Musk has repeatedly said he views X as a strict free speech space, which has raised questions and concerns among advertisers about what type of content their products might be associated with or displayed against.
The report, and Musk’s rhetoric, triggered an exodus of advertisers
After the Media Matters report published, leading companies such as IBM and NBCUniversal — and its parent company, Comcast — said they stopped advertising on X once they learned their ads were appearing alongside material supporting Nazis.
Other blue-chip companies, such as Apple, cited Musk’s own rhetoric on X as a factor in their decision to pause advertising on the platform.
The billionaire sparked outrage last week after he responded to a user on the platform who claimed “Jewish communities have been pushing the exact kind of dialectical hatred against whites that they claim to want people to stop using against them.”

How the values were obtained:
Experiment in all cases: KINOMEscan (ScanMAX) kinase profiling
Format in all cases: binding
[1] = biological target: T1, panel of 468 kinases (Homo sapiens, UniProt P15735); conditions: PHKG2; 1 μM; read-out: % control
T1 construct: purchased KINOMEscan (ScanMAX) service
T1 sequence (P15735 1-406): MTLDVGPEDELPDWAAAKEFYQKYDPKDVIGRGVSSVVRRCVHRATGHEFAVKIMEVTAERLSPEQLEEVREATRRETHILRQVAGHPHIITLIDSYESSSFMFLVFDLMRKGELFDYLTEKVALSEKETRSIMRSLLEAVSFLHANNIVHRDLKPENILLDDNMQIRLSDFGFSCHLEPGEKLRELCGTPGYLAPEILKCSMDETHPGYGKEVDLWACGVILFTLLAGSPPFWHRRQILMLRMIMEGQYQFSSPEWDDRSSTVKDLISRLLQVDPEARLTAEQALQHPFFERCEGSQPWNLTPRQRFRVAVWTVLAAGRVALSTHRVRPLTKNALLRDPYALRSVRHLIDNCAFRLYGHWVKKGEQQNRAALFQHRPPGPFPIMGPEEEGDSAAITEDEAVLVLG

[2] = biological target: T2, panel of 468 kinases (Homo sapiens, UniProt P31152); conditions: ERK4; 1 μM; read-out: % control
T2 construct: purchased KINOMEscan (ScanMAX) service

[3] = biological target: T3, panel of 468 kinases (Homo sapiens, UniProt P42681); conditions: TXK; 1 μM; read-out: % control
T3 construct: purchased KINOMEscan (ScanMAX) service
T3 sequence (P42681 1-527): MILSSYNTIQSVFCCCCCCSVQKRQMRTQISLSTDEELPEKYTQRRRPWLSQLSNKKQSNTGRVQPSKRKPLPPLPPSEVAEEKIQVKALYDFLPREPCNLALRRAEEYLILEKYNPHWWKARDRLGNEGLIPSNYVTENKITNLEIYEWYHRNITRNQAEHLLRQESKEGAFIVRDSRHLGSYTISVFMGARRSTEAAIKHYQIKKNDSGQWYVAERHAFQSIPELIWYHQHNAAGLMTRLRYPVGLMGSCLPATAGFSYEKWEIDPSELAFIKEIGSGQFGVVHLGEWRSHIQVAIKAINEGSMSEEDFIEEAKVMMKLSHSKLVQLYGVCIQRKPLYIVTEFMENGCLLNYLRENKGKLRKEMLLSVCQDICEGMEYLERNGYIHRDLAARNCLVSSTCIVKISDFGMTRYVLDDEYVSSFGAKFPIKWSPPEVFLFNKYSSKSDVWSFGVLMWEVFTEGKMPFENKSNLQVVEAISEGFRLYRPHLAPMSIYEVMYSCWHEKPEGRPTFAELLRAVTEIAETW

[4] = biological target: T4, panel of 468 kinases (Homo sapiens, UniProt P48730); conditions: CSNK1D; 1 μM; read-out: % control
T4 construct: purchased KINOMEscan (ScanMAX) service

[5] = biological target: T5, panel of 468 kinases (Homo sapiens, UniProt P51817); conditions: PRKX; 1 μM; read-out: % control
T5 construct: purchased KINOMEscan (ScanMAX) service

“You have said the actual truth,” Musk replied to the user. He wrote in another post, “The [Anti-Defamation League] unjustly attacks the majority of the West, despite the majority of the West supporting the Jewish people and Israel.”
Since Hamas’s Oct. 7 attack on Israel, groups that track hate-based incidents have been warning of an increased threat of violence against both Jews and Muslims, as hateful language on social media has spread rapidly online.
In addition to owning the platform, Musk is perhaps one of its most influential users, carrying more than 163 million followers and frequently making several posts per day, each getting thousands of interactions.
Musk files ‘thermonuclear lawsuit’ against Media Matters
Musk responded to the onslaught of criticism and advertiser boycotts by labeling the Media Matters report a “fraudulent attack” on his company and threatening to sue the watchdog.